When I started studying Indian classical music on my cello in 1992, I started on my regular Western cello. During my first lesson of Indian classical music, my teacher was sitting on the floor while I was seated on a chair as is the way the cello has always been played. Somehow this didn’t feel right. It was immediately clear that when I would distance myself in such a direct, physical manner from the music and its context by sitting on a chair, I would never get the right perspective of learning Indian classical music. Lesson two…I sat down on the floor, with a belt around my waist to keep the end-pin from slipping away and started learning. Thirteen years have past since that moment and from the absolute beginner stages, and the music I started out with has grown since then. An instrument is just so much more than a construction of wood; I consider my cello to be a living entity with whom I share my innermost feelings! My instrument and I are in that way inseparable and we had to adjust together to a new world of music. The wonderful violin builder Eduard van Tongeren ( www.kadens.nl ) who built the Indian cello and its predecessors did a tremendous job. The collaboration between Eduard van Tongeren and myself was the driving force behind the conception of this instrument. He is one of the most innovative instrument builders I know.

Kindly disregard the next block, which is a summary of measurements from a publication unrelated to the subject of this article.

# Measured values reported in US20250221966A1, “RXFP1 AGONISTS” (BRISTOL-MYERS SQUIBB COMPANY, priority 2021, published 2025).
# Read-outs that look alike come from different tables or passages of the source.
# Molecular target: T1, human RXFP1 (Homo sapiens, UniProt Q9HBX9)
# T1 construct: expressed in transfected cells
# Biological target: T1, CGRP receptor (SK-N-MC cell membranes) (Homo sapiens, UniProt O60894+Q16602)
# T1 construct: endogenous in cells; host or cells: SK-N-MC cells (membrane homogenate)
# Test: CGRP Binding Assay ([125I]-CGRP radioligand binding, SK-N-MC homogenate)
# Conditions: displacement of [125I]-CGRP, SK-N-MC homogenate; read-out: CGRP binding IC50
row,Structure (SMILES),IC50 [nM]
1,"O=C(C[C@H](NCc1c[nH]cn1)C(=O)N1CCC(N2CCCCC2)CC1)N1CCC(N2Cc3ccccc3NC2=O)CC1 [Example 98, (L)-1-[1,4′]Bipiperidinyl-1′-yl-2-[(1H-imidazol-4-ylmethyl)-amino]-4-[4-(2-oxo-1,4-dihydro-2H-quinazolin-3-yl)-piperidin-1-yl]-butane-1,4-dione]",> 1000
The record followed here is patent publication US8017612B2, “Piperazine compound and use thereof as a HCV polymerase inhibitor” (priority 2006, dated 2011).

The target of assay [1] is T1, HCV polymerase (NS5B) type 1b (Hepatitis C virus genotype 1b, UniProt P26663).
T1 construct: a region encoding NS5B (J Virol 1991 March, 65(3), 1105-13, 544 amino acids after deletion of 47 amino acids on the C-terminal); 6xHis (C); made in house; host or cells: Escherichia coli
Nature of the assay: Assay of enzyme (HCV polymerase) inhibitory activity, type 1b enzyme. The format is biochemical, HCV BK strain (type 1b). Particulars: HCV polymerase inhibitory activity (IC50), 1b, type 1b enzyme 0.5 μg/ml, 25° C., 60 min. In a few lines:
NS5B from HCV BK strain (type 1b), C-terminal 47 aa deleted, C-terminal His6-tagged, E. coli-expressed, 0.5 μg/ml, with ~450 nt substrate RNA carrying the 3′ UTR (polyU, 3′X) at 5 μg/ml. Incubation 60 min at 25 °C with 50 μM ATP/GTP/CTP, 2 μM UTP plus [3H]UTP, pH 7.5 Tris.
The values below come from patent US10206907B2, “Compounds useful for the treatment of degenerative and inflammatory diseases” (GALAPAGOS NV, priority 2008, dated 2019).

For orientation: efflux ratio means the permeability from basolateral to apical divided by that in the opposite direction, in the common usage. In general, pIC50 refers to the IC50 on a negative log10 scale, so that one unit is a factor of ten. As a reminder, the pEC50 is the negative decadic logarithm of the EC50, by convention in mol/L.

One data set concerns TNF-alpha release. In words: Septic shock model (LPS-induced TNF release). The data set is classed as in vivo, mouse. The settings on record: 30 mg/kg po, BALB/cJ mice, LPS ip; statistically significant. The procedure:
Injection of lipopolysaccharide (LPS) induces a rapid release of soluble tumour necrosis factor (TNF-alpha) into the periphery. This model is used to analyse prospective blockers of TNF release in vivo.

I was playing a 1897 built German cello when I started learning North Indian Classical music. I adjusted the standard tuning of A D G’ C’ to G# C# G#‘ C#‘ , SA became C#. The sound was deep and sonorous but even for a Western cello it was quite heavy and big to play. The instrument was wonderful for the Romantic German music and folk music I was mostly involved in at that time, and in the Indian context still suitable for a Dhrupad Alap, but for more intricate embellishments and faster movements it was not the right instrument. At this point another idea of mine was to create a distinct Indian sound on the cello. Even while playing an open string. I started envisaging the possibilities that resonating strings, as many indigenous instruments of India have, could give me. I approached Eduard van Tongeren and discussed my ideas and the journey began. The first instrument he worked with was a basic students cello from China. He attached 8 resonating strings. The number based on one octave in which each note corresponds to the ones of the specific raga I played. These strings were attached by pins on the bottom and top of the soundboard. Tuning was done with a special key. The resonating strings had a special bridge as is common in many Indian string-instruments with Javari, a kind of extra tinkle and resonance of the string as is common in sitar and tampura. This bridge and the right thickness of strings was made, as with all my other instruments, by Sanjay Sharma of Rikhi Ram Musicals in Delhi. By this time, my technique had greatly developed and even while practicing for a minimum of 8 hours a day, the full size cello was not suitable for playing the extremely fast gliding techniques which I invented for playing characteristic gamakas . My next instrument was a half sized cello with 8 resonating strings, with the same design as its predecessor. A friendly little instrument, very easy to play and amplify on stage. But as this was built as an experiment we did not use a great instrument and it had no distinct character . With this instrument two of my wishes were fulfilled; to create an Indian sound even when playing open strings by the use of resonating strings and to be technically able to play the very fast gamakas.